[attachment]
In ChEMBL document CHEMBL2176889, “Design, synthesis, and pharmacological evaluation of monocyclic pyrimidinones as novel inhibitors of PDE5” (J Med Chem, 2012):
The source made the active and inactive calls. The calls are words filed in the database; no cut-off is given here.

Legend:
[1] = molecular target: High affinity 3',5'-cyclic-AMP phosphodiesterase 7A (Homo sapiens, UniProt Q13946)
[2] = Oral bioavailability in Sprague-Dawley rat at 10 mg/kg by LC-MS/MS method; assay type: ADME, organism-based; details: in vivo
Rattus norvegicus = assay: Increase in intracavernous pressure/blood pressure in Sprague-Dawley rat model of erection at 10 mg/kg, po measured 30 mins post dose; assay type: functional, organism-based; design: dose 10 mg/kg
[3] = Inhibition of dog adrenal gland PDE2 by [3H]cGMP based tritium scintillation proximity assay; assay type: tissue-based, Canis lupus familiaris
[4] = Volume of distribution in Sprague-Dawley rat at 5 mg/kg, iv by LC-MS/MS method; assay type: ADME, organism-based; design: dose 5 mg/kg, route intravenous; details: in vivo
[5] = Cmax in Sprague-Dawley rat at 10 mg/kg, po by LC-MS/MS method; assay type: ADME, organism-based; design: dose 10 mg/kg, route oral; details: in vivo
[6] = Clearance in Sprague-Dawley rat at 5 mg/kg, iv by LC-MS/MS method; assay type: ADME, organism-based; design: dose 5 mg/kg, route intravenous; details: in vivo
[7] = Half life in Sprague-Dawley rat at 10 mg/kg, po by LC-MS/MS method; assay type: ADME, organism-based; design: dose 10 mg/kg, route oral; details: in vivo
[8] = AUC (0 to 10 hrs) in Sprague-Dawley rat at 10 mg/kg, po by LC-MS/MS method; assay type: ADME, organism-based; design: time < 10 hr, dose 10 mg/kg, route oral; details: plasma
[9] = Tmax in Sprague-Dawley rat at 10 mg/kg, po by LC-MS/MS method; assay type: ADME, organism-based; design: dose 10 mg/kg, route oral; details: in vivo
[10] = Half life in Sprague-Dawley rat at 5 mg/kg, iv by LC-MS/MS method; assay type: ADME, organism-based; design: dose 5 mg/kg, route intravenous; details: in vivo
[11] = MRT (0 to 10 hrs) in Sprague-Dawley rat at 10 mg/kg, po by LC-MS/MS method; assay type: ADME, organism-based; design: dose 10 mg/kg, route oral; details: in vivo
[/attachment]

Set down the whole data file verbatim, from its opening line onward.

In ChEMBL document CHEMBL2176889, “Design, synthesis, and pharmacological evaluation of monocyclic pyrimidinones as novel inhibitors of PDE5” (J Med Chem, 2012):
The source made the active and inactive calls. The calls are words filed in the database; no cut-off is given here.

Legend:
[1] = molecular target: High affinity 3',5'-cyclic-AMP phosphodiesterase 7A (Homo sapiens, UniProt Q13946)
[2] = Oral bioavailability in Sprague-Dawley rat at 10 mg/kg by LC-MS/MS method; assay type: ADME, organism-based; details: in vivo
Rattus norvegicus = assay: Increase in intracavernous pressure/blood pressure in Sprague-Dawley rat model of erection at 10 mg/kg, po measured 30 mins post dose; assay type: functional, organism-based; design: dose 10 mg/kg
[3] = Inhibition of dog adrenal gland PDE2 by [3H]cGMP based tritium scintillation proximity assay; assay type: tissue-based, Canis lupus familiaris
[4] = Volume of distribution in Sprague-Dawley rat at 5 mg/kg, iv by LC-MS/MS method; assay type: ADME, organism-based; design: dose 5 mg/kg, route intravenous; details: in vivo
[5] = Cmax in Sprague-Dawley rat at 10 mg/kg, po by LC-MS/MS method; assay type: ADME, organism-based; design: dose 10 mg/kg, route oral; details: in vivo
[6] = Clearance in Sprague-Dawley rat at 5 mg/kg, iv by LC-MS/MS method; assay type: ADME, organism-based; design: dose 5 mg/kg, route intravenous; details: in vivo
[7] = Half life in Sprague-Dawley rat at 10 mg/kg, po by LC-MS/MS method; assay type: ADME, organism-based; design: dose 10 mg/kg, route oral; details: in vivo
[8] = AUC (0 to 10 hrs) in Sprague-Dawley rat at 10 mg/kg, po by LC-MS/MS method; assay type: ADME, organism-based; design: time < 10 hr, dose 10 mg/kg, route oral; details: plasma
[9] = Tmax in Sprague-Dawley rat at 10 mg/kg, po by LC-MS/MS method; assay type: ADME, organism-based; design: dose 10 mg/kg, route oral; details: in vivo
[10] = Half life in Sprague-Dawley rat at 5 mg/kg, iv by LC-MS/MS method; assay type: ADME, organism-based; design: dose 5 mg/kg, route intravenous; details: in vivo
[11] = MRT (0 to 10 hrs) in Sprague-Dawley rat at 10 mg/kg, po by LC-MS/MS method; assay type: ADME, organism-based; design: dose 10 mg/kg, route oral; details: in vivo